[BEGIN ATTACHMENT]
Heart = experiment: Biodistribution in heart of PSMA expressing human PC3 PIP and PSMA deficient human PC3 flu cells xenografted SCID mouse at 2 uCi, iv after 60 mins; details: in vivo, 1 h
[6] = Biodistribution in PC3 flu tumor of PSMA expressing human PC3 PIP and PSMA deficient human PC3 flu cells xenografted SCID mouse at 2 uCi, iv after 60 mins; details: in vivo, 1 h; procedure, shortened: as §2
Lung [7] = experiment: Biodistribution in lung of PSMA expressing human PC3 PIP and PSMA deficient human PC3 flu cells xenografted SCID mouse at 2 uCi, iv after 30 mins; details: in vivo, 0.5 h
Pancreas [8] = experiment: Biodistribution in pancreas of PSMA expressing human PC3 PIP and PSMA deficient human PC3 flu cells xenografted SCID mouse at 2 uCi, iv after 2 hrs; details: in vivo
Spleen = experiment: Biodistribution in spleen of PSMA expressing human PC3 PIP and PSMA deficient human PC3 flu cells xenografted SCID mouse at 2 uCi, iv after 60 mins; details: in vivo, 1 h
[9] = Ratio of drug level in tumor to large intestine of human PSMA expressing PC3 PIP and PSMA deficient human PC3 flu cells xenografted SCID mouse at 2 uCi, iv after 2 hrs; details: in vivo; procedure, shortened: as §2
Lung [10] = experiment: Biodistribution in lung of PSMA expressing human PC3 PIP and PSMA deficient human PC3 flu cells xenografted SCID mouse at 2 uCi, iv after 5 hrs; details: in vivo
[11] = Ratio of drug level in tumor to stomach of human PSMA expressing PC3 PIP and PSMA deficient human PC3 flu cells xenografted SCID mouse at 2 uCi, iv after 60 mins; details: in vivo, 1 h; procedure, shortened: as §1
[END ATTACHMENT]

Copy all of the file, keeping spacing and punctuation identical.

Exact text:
Heart = experiment: Biodistribution in heart of PSMA expressing human PC3 PIP and PSMA deficient human PC3 flu cells xenografted SCID mouse at 2 uCi, iv after 60 mins; details: in vivo, 1 h
[6] = Biodistribution in PC3 flu tumor of PSMA expressing human PC3 PIP and PSMA deficient human PC3 flu cells xenografted SCID mouse at 2 uCi, iv after 60 mins; details: in vivo, 1 h; procedure, shortened: as §2
Lung [7] = experiment: Biodistribution in lung of PSMA expressing human PC3 PIP and PSMA deficient human PC3 flu cells xenografted SCID mouse at 2 uCi, iv after 30 mins; details: in vivo, 0.5 h
Pancreas [8] = experiment: Biodistribution in pancreas of PSMA expressing human PC3 PIP and PSMA deficient human PC3 flu cells xenografted SCID mouse at 2 uCi, iv after 2 hrs; details: in vivo
Spleen = experiment: Biodistribution in spleen of PSMA expressing human PC3 PIP and PSMA deficient human PC3 flu cells xenografted SCID mouse at 2 uCi, iv after 60 mins; details: in vivo, 1 h
[9] = Ratio of drug level in tumor to large intestine of human PSMA expressing PC3 PIP and PSMA deficient human PC3 flu cells xenografted SCID mouse at 2 uCi, iv after 2 hrs; details: in vivo; procedure, shortened: as §2
Lung [10] = experiment: Biodistribution in lung of PSMA expressing human PC3 PIP and PSMA deficient human PC3 flu cells xenografted SCID mouse at 2 uCi, iv after 5 hrs; details: in vivo
[11] = Ratio of drug level in tumor to stomach of human PSMA expressing PC3 PIP and PSMA deficient human PC3 flu cells xenografted SCID mouse at 2 uCi, iv after 60 mins; details: in vivo, 1 h; procedure, shortened: as §1